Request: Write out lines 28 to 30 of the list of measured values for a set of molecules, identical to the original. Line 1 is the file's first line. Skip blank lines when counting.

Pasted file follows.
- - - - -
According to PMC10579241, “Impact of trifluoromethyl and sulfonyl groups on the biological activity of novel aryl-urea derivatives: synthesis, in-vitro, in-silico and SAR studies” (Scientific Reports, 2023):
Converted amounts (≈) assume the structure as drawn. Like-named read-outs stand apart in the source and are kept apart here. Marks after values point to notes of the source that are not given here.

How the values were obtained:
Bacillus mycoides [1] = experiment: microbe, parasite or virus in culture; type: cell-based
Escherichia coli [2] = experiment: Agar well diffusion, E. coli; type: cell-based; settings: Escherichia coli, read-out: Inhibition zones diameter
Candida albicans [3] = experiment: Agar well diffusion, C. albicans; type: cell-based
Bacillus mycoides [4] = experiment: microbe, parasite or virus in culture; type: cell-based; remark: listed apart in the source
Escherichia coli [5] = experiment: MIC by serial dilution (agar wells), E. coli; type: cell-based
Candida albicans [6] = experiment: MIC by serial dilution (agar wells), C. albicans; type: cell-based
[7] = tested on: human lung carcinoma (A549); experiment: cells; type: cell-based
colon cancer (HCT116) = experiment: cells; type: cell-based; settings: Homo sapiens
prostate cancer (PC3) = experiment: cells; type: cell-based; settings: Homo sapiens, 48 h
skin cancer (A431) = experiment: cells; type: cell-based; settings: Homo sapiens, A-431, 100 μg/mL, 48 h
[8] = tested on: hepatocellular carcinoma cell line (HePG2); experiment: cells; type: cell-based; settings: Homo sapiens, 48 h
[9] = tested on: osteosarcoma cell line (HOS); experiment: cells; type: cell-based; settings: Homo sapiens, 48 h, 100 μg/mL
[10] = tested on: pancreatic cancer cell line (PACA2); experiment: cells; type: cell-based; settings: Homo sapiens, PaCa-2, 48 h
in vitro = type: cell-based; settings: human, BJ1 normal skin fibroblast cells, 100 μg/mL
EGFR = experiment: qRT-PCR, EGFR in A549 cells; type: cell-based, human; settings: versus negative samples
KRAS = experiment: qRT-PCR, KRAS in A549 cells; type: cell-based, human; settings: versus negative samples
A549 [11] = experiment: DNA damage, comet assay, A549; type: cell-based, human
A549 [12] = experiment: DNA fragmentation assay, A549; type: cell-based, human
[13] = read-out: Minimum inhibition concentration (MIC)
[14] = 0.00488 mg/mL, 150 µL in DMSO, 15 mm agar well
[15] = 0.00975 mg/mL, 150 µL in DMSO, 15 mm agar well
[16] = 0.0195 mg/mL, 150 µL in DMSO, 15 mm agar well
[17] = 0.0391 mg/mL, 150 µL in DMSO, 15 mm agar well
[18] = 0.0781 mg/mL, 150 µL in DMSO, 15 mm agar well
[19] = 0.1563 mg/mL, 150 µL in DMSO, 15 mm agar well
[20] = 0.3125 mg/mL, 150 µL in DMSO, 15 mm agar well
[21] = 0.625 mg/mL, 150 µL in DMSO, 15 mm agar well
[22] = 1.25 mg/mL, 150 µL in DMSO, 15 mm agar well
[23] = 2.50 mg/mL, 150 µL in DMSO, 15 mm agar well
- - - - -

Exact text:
[19] = 0.1563 mg/mL, 150 µL in DMSO, 15 mm agar well
[20] = 0.3125 mg/mL, 150 µL in DMSO, 15 mm agar well
[21] = 0.625 mg/mL, 150 µL in DMSO, 15 mm agar well